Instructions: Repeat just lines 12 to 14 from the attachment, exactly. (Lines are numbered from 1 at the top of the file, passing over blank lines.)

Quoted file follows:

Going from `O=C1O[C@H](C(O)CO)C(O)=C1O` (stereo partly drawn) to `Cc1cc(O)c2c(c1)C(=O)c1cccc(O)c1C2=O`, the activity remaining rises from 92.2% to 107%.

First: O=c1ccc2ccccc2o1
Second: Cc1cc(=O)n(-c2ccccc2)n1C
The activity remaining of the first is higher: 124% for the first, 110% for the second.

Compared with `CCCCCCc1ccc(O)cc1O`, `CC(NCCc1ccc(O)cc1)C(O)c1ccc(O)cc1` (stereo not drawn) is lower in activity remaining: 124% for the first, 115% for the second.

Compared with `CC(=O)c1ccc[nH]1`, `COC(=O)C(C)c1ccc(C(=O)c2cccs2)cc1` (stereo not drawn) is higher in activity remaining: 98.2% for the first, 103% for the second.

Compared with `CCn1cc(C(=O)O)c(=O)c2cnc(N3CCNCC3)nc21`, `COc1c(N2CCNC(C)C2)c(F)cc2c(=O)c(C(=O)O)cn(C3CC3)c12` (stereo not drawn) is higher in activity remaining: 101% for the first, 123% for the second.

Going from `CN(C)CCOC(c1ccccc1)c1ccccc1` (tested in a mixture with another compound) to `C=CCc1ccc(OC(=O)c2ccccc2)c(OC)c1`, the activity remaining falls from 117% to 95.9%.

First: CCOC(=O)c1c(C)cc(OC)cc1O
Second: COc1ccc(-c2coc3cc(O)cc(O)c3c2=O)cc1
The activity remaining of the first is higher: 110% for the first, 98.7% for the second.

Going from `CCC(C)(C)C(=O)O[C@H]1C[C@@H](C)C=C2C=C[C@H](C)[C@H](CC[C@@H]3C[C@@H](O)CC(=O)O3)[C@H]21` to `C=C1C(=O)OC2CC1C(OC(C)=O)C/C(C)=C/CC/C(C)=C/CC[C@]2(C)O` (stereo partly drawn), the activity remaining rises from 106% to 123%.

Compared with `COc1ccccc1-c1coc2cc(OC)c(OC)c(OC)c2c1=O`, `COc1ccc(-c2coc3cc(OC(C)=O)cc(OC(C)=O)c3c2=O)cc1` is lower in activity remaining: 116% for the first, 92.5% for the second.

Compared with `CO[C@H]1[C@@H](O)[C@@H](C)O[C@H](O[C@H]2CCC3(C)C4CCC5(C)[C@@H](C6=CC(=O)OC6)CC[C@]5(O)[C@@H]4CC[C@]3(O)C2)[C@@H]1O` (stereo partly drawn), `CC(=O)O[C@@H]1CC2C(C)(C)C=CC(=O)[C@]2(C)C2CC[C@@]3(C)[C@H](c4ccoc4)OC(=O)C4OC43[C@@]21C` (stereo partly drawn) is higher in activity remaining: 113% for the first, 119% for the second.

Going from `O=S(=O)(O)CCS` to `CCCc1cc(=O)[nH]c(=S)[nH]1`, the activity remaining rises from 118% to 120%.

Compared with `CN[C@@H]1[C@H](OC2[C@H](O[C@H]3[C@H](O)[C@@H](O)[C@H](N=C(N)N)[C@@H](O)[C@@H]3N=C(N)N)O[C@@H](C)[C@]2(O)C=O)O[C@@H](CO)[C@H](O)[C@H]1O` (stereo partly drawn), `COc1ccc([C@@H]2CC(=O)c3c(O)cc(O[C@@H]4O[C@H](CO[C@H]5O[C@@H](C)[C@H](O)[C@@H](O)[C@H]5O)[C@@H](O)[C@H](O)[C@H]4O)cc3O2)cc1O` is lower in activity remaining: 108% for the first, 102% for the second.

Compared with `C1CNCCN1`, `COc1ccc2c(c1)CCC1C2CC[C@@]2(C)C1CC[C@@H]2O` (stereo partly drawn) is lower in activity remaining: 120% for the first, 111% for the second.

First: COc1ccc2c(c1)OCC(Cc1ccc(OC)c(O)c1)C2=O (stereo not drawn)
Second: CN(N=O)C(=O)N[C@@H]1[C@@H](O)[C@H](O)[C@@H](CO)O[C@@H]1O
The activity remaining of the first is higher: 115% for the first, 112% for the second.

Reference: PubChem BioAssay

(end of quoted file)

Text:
Going from `CCC(C)(C)C(=O)O[C@H]1C[C@@H](C)C=C2C=C[C@H](C)[C@H](CC[C@@H]3C[C@@H](O)CC(=O)O3)[C@H]21` to `C=C1C(=O)OC2CC1C(OC(C)=O)C/C(C)=C/CC/C(C)=C/CC[C@]2(C)O` (stereo partly drawn), the activity remaining rises from 106% to 123%.

Compared with `COc1ccccc1-c1coc2cc(OC)c(OC)c(OC)c2c1=O`, `COc1ccc(-c2coc3cc(OC(C)=O)cc(OC(C)=O)c3c2=O)cc1` is lower in activity remaining: 116% for the first, 92.5% for the second.

Compared with `CO[C@H]1[C@@H](O)[C@@H](C)O[C@H](O[C@H]2CCC3(C)C4CCC5(C)[C@@H](C6=CC(=O)OC6)CC[C@]5(O)[C@@H]4CC[C@]3(O)C2)[C@@H]1O` (stereo partly drawn), `CC(=O)O[C@@H]1CC2C(C)(C)C=CC(=O)[C@]2(C)C2CC[C@@]3(C)[C@H](c4ccoc4)OC(=O)C4OC43[C@@]21C` (stereo partly drawn) is higher in activity remaining: 113% for the first, 119% for the second.